Late-night burgers and fries are on the menu through a partnership between BurgerFi and Gopuff. It is the first partnership between Gopuff, the quick delivery grocery service, and a restaurant. In Tallahassee, Fla, customers can order burgers, fries and other items between the hours of 7 p.m. and 3 a.m. The orders are processed at a BurgerFi food truck and delivered through Gopuff Kitchen.
“Customers enjoy going into our restaurants for the experience,” BurgerFi CEO Ian Baines said. “It’s friendly, fun and relaxed. However, we do understand that delivery offerings are also important to many of our customers — especially during weekdays — and we’ve found new ways of meeting that demand.”
90-day testing period
The deal is an interesting alliance. BurgerFi was founded in 2011 in Lauderdale-By-The-Sea, Fla. in a former Burger King restaurant. The company competes in the high-end burger sector with Five Guys, Habitat and other burger chains. Focusing on quality meat and service, BurgerFi has grown to 118 restaurants domestically and internationally including 25 corporate-owned restaurants and 93 franchised restaurants. Gopuff, on the other hand, has grown quickly through money from Soft Bank and others.
It was started by a couple of students at Drexel University who wanted late-night snacks. The company delivers packaged food items quickly in nearly 100 cities from micro-fulfillment centers. But recently Gopuff has started to expand into the fresh food space. Last year, it launched a ghost kitchen initiative and seems to want to integrate consumer goods and fresh food under one roof. The alliance brings the two fast-growing companies together. Gopuff gets to test the waters in prepared foods, and BurgerFi gets access to Gopuff’s delivery network. BurgerFi said the food truck in Tallassee is a pilot project. The testing is expected to last 90 days.
Focus on technology
Baines said the innovative idea is part of BurgerFi’s commitment to changing the face of the restaurant business.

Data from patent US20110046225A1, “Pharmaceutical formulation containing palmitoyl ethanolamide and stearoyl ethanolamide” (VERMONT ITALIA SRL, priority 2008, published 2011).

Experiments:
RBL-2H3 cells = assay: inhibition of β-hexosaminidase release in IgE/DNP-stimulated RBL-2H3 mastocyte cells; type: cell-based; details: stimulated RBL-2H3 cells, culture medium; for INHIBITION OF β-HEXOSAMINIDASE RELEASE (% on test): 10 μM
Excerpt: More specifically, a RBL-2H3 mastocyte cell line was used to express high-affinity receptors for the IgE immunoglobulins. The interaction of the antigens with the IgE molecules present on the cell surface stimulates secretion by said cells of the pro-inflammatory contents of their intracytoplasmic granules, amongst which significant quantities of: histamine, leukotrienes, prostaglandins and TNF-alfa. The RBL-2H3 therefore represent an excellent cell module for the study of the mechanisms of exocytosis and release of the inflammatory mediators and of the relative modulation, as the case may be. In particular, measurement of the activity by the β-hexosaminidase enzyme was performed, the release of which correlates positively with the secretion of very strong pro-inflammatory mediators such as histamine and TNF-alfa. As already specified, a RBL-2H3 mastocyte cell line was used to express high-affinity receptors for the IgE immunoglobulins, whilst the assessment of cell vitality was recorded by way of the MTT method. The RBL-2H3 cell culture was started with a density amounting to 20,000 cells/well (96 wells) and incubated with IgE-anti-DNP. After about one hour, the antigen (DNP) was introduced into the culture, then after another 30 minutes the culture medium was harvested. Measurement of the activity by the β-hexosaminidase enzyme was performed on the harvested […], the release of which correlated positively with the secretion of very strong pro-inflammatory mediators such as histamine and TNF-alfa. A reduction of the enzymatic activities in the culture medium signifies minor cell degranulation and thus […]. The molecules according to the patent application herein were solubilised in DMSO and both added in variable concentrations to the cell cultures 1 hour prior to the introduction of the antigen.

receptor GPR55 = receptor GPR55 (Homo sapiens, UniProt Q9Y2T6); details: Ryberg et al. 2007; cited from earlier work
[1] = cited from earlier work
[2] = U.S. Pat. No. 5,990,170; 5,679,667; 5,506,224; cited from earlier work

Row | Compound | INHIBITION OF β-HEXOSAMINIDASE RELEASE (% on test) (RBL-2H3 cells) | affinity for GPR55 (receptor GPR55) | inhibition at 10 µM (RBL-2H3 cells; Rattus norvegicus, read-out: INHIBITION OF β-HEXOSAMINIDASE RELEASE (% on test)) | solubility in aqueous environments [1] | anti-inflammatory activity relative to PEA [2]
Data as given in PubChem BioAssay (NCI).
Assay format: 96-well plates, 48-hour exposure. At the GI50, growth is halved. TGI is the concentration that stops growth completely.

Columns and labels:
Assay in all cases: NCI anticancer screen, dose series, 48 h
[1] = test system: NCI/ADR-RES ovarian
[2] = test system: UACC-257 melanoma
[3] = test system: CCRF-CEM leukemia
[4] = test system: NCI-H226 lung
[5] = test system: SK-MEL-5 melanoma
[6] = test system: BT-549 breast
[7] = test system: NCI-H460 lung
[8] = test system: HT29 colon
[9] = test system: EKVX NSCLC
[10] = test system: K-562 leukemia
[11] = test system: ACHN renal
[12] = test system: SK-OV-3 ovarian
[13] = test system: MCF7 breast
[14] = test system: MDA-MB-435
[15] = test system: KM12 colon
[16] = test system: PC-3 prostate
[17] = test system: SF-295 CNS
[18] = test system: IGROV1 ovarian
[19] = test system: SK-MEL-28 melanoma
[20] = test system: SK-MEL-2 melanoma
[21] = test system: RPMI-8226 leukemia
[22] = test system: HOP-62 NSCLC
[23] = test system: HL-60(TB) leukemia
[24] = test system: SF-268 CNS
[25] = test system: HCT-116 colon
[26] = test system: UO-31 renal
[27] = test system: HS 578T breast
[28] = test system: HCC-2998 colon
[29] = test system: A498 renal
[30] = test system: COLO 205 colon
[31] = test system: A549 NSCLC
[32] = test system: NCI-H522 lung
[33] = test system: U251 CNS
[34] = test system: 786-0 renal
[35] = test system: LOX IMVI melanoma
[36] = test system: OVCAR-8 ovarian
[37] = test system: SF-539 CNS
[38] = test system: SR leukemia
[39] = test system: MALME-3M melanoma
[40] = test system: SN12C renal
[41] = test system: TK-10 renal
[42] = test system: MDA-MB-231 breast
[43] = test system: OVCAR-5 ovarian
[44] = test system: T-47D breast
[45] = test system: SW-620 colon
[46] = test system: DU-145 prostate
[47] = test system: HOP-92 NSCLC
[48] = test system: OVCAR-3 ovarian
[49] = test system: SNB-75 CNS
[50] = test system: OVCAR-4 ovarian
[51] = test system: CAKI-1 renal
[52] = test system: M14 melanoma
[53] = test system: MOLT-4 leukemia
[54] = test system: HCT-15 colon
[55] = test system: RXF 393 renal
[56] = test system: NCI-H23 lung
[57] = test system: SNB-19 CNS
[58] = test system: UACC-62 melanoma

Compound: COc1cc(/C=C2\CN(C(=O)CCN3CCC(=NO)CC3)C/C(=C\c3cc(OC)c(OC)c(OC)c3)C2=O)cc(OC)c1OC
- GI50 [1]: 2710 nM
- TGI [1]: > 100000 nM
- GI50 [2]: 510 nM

“We are also committed to evolving the fast-casual dining experience with a focus on technology and innovation,” Baines said. “This year alone we have launched three initiatives with plans of launching many more. Among the most notable are our new in-car ordering feature through a partnership with Mavi.io and our state-of-the-art self-ordering kiosks, which have performed so well during their pilot phase that we are already planning on expanding into additional markets. We’re confident that these and any upcoming strategies will help us stay ahead of the evolving consumer preferences and combat widespread labor shortages.”
Gopuff currently controls as much as a quarter of the convenience delivery market, trailing only DoorDash, putting BurgerFi in a unique position to capture the attention of Gopuff’s loyal customer base. It will be interesting to see the response from BurgerFi’s food truck performance because should it succeed, late-night burgers may quickly be headed toward new cities. None of BurgerFi’s direct competitors in the fast-casual dining space, such as Shake Shack, have a similar system in place.
“Our partnership with Gopuff is tangible proof that BurgerFi is at the forefront of innovation,” Baines said. “In fact, we are the company’s first-ever restaurant partner. The COVID-19 pandemic forever changed the restaurant business and we, as a company, rose to the challenge. We deeply value our customers, and that’s why we always want to reach them where they are.”
BurgerFi said it will listen to customer feedback and decide whether to expand the late-night delivery effort. Late-night delivery might have wide appeal in college towns or areas where young people are looking for a midnight snack. Convenience is the key selling point.